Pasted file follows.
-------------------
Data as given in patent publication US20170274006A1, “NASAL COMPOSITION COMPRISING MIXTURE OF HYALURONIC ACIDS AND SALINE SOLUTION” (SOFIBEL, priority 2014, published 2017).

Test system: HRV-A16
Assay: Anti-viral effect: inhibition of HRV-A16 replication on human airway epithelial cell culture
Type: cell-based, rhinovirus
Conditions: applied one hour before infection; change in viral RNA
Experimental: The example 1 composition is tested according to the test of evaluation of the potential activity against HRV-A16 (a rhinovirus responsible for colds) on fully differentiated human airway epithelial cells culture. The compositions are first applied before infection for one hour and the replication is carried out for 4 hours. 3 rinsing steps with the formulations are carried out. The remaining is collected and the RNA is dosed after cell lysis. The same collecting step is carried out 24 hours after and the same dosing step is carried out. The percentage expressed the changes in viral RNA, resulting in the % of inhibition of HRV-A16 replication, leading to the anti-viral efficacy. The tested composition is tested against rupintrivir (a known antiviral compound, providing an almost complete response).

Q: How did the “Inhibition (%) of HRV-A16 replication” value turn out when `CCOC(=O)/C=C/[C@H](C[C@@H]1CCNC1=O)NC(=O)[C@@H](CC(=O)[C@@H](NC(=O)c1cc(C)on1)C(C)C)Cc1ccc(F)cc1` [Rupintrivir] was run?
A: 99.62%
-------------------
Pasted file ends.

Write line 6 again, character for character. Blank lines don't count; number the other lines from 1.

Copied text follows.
Experimental: The example 1 composition is tested according to the test of evaluation of the potential activity against HRV-A16 (a rhinovirus responsible for colds) on fully differentiated human airway epithelial cells culture. The compositions are first applied before infection for one hour and the replication is carried out for 4 hours. 3 rinsing steps with the formulations are carried out. The remaining is collected and the RNA is dosed after cell lysis. The same collecting step is carried out 24 hours after and the same dosing step is carried out. The percentage expressed the changes in viral RNA, resulting in the % of inhibition of HRV-A16 replication, leading to the anti-viral efficacy. The tested composition is tested against rupintrivir (a known antiviral compound, providing an almost complete response).